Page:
Thursday frontman Geoff Rickly recounts his experience on Warped Tour last year
Geoff Rickly with actor Matthew Lillard and Dahvie Vanity of Blood On The Dance Floor
Let’s start off with a little context: Geoff Rickly is a multi-talented man. Primarily known as the frontman and songwriter for veteran post-hardcore band Thursday, he’s also the founder of United Nations, a mysterious punk/grindcore project and one of my favourite superbands of all time. Beside that, he also performs solo in the singer/songwriter mould.
Whatever he does, he’s been on the scene for quite a while. Wikipedia places him at 34, and considering Thursday started in 1997, my maths puts him at 18 when he began, so music has been almost half of his life.
Given Thursday’s popularity over the years, it should come as no surprise that he’s been on quite a few tours in his time, and most pointedly the Vans Warped Tour, which is 18 years-old itself.
He played on in 2001, 2002, 2004, 2006, and last year’s run as a solo act – and it’s this experience which he recounts in hilarious detail in a column over at The Talk House.
For a tour that attracts such a young crowd, it must be slightly unnerving to be on it in your early thirties; indeed, he recalls a teenager he thought might have been talking to him was probably looking through him, given his age.
It’s presented in a Dante Alighieri, nine-levels-of-hell (purely allegorical) format, and muses on the myriad mysteries and pitfalls of the tour.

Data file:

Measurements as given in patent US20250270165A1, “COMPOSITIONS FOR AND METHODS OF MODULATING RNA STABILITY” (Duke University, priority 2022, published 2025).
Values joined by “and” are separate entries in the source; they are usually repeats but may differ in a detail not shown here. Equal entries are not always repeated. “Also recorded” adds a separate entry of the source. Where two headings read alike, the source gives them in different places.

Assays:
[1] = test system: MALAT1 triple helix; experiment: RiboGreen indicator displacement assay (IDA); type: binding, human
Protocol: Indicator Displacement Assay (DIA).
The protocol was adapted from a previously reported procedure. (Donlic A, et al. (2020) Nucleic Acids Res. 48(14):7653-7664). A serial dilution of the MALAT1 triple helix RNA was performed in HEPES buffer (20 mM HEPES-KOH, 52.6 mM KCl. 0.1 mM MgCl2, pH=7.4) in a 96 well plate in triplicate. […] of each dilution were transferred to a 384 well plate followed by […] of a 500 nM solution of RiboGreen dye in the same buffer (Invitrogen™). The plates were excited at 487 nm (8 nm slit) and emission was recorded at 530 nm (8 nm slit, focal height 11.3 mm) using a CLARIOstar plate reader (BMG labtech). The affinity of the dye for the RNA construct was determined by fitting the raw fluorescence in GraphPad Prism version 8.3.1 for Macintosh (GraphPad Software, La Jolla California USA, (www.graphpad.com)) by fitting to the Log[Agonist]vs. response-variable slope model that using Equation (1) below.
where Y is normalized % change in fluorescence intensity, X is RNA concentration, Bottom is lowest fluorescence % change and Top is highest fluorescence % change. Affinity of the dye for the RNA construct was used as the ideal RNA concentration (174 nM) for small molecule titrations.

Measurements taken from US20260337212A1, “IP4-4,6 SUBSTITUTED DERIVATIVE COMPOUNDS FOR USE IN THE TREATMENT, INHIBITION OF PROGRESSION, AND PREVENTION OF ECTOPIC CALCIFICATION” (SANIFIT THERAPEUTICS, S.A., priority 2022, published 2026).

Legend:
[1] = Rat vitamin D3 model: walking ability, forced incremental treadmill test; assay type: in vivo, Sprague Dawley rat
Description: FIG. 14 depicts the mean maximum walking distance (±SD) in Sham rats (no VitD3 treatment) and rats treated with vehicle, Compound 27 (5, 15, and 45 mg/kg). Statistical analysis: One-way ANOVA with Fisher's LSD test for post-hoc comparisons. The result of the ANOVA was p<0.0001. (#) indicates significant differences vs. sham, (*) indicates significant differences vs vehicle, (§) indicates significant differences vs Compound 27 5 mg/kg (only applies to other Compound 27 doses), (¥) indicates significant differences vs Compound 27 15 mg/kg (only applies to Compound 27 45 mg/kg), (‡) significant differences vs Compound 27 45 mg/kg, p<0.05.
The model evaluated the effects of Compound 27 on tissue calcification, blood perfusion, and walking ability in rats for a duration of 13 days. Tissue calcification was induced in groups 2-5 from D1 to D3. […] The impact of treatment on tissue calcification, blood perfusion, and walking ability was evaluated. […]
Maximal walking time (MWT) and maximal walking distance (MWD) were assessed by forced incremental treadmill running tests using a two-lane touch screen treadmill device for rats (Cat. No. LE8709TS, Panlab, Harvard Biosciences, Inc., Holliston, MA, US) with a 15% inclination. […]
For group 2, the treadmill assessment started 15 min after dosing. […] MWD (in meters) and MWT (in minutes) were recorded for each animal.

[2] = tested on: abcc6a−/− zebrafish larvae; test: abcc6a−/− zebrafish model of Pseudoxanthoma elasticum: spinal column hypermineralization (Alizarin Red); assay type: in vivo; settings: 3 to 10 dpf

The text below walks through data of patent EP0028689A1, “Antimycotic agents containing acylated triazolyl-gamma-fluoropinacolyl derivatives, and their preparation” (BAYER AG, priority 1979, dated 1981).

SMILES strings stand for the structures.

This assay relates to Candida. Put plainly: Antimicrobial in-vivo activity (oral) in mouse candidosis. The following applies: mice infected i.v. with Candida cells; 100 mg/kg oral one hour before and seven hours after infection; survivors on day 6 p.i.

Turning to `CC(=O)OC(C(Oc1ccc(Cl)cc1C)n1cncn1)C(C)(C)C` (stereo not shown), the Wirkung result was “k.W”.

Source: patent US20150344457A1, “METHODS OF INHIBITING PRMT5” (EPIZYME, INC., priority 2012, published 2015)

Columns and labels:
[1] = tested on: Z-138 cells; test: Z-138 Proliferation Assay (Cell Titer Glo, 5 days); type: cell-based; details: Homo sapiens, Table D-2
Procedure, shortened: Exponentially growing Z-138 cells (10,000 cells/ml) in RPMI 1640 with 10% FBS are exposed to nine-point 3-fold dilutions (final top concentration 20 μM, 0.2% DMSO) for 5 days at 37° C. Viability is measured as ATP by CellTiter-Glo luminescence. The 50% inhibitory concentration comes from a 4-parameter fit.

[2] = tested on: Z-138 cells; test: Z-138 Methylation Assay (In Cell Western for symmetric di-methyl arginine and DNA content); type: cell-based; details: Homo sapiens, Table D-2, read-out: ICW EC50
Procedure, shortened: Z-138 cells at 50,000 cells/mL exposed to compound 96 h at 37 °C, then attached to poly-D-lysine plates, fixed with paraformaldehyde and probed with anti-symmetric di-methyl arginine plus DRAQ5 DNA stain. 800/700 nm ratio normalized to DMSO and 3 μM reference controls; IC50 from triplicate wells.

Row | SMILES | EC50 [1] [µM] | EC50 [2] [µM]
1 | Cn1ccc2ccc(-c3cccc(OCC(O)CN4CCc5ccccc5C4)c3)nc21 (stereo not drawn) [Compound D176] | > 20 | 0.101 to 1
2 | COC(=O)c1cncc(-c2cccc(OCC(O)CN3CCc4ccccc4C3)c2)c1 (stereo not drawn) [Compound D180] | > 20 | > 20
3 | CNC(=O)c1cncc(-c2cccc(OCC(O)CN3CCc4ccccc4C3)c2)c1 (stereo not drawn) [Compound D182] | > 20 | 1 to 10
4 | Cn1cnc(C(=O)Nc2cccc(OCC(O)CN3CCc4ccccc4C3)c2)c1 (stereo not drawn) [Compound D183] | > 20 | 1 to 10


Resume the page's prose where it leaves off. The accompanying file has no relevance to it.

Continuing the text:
Every Time I Die frontman Keith Buckley wrote a similar, much more barbed appraisal for Alternative Press in 2010, in which he lamented the shitty music and bizarre fashion choices of the “popular” young bands on the tour. It totally reads like an old man shaking his fist at the neighbourhood kids, but he’s not far wrong. The main point of it was this:
I have never been to Warped Tour (it only arrived in the UK last year, and it appears I am already beyond its target demographic), and that is fine by me, but it does make me feel a sad or two that these two eminently respectable musicians felt so out of place on a tour that undoubtedly pays their bills quite well.
I’m not really sure I have a point, but I enjoy both of these men’s work, so here’s “Understanding In A Car Crash” by Thursday, which seems like a suitably apt title.